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[gang-green, gang-green] /ˈgæŋ grin, gæŋˈgrin/ Pathology
necrosis or death of soft tissue due to obstructed circulation, usually followed by decomposition and putrefaction.
moral or spiritual corruption and decadence that pervades an individual or group:
“This church body has been afflicted with a spiritual gangrene that is poisoning our relationship with the Lord,” the preacher expostulated.
verb (used with object), verb (used without object), gangrened, gangrening.
to affect or become affected with gangrene.
Origin of gangrene
1535-45; < Middle French gangrene (earlier cancrene) < Latin gangraena < Greek gángraina ‘an eating sore’
Related forms
[gang-gruh-nuh s] /ˈgæŋ grə nəs/ (Show IPA),
nongangrenous, adjective
ungangrened, adjective
ungangrenous, adjective Unabridged
Based on the Random House Dictionary, © Random House, Inc. 2015.
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Examples from the web for gangrene
  • gangrene happens when a body part loses its blood supply.
  • If they cannot be treated successfully, the result may be gangrene.
  • He lost both legs to gangrene after lying untreated on a hospital floor for three days.
  • Toward the end, gangrene could set in, rotting fingers and toes and driving away caregivers with the horrific stench.
  • The gangrene toxin is not made by the bacterium's own genes but by a gene of a companion virus.
  • From the housing market, the gangrene has moved to the banking sector.
  • The doctor's advice for avoiding gangrene is to avoid infection, not precautionary limb removal.
  • Of all the mayhem an infectious-diseases doctor sees in a lifetime, nothing tops spontaneous gas gangrene.
  • Often, there is a slightly greenish and bleached tinge that suggests spiritual gangrene.
  • She was at risk of gangrene and agreed to an emergency hernia operation.
British Dictionary definitions for gangrene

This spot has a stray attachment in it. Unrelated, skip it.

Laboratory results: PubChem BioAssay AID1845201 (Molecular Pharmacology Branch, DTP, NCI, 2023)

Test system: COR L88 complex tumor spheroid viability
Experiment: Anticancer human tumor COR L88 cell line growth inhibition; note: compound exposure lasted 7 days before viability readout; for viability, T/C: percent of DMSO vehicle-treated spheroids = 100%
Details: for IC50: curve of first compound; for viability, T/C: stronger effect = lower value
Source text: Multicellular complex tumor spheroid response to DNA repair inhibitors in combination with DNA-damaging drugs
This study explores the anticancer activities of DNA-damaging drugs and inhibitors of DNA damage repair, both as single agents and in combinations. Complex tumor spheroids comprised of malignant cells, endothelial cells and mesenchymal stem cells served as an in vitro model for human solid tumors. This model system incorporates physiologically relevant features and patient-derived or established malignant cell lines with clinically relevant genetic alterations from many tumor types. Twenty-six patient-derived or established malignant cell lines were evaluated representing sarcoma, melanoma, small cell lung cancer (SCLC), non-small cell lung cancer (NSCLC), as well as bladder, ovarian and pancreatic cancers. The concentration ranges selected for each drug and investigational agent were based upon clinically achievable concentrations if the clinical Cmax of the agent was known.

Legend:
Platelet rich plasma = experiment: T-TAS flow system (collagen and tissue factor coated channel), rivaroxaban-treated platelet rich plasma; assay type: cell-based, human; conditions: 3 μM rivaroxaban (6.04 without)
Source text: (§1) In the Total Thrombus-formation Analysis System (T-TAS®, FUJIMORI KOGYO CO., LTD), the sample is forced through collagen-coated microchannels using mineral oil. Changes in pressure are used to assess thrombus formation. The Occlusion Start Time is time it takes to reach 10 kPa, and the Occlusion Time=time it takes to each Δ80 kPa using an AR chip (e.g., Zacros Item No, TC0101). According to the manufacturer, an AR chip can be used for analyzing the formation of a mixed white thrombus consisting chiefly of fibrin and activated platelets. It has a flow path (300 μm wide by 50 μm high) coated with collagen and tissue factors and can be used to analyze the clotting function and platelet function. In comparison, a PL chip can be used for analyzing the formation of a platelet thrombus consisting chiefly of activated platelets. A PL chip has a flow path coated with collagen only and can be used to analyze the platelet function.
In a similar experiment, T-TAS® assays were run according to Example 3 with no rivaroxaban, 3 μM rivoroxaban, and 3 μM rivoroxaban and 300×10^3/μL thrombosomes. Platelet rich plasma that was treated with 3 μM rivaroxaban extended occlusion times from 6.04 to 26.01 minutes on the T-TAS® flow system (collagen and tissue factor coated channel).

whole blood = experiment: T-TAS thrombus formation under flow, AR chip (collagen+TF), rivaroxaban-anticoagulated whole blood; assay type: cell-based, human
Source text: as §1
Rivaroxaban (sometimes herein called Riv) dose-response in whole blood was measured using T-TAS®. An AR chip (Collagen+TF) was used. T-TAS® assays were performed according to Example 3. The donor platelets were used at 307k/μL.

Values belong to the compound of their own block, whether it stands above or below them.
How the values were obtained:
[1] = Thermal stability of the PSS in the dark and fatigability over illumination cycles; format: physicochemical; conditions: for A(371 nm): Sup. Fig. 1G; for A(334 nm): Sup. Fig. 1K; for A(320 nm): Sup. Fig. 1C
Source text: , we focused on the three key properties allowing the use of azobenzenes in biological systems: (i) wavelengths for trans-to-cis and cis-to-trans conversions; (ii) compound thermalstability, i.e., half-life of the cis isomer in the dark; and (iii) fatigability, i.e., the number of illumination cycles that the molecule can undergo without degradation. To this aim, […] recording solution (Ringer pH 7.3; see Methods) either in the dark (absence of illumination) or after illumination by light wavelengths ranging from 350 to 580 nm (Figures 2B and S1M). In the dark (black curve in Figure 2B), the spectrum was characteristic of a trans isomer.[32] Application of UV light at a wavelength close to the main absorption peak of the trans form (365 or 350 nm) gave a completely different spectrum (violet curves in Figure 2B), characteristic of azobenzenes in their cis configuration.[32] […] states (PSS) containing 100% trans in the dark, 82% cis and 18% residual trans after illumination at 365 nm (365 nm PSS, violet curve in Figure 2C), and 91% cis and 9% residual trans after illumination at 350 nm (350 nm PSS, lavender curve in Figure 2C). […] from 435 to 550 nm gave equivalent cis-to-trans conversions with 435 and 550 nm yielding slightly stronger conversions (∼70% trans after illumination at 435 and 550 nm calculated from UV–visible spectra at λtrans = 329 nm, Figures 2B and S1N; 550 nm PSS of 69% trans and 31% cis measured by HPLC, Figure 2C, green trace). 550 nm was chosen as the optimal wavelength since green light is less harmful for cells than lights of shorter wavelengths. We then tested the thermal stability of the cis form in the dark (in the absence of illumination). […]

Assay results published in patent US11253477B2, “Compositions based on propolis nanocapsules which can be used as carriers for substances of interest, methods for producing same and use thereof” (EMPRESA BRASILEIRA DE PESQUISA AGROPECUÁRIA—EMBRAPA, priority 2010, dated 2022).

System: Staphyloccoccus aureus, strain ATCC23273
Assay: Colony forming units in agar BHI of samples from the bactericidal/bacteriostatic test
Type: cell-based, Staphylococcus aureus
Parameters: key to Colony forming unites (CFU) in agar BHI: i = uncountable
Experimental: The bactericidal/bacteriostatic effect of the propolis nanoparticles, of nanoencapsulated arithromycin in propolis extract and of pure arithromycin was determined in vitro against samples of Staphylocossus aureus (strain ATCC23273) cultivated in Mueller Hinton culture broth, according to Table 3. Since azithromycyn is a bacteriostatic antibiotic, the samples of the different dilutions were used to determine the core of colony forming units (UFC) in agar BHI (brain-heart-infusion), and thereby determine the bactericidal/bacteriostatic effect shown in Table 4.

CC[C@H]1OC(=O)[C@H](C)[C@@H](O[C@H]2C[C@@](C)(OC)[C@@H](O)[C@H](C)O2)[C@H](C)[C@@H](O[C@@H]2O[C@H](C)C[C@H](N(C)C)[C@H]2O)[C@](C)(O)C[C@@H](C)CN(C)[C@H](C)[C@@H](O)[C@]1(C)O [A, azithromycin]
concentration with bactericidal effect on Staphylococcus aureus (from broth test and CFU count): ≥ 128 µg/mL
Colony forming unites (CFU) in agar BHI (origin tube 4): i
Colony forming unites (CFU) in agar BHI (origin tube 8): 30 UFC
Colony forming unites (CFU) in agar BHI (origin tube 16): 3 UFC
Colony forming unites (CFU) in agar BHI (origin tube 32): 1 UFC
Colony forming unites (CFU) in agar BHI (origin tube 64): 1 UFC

death and decay of tissue as the result of interrupted blood supply, disease, or injury
moral decay or corruption
to become or cause to become affected with gangrene
Derived Forms
gangrenous (ˈɡæŋɡrɪnəs) adjective
Word Origin
C16: from Latin gangraena, from Greek gangraina an eating sore; related to Greek gran to gnaw
Collins English Dictionary - Complete & Unabridged 2012 Digital Edition
© William Collins Sons & Co. Ltd. 1979, 1986 © HarperCollins
Publishers 1998, 2000, 2003, 2005, 2006, 2007, 2009, 2012
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Word Origin and History for gangrene

1540s, from Latin gangraena, from Greek gangraina "an eating or gnawing sore," literally "that which eats away," reduplicated form of gran- "to gnaw," from PIE root *gras- (see gastric).

Online Etymology Dictionary, © 2010 Douglas Harper
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gangrene in Medicine

gangrene gan·grene (gāng'grēn', gāng-grēn')
Death and decay of body tissue, often in a limb, caused by insufficient blood supply and usually following injury or disease.

gan'gre·nous (gāng'grə-nəs) adj.
The American Heritage® Stedman's Medical Dictionary
Copyright © 2002, 2001, 1995 by Houghton Mifflin Company. Published by Houghton Mifflin Company.
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gangrene in Science
Death of tissue in a living body, especially in a limb, caused by a bacterial infection resulting from a blockage of the blood supply to the affected tissue.
The American Heritage® Science Dictionary
Copyright © 2002. Published by Houghton Mifflin. All rights reserved.
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gangrene in Culture
gangrene [(gang-green, gang-green)]

The death and decay of body tissue owing to insufficient supply of blood.

The American Heritage® New Dictionary of Cultural Literacy, Third Edition
Copyright © 2005 by Houghton Mifflin Company.
Published by Houghton Mifflin Company. All rights reserved.
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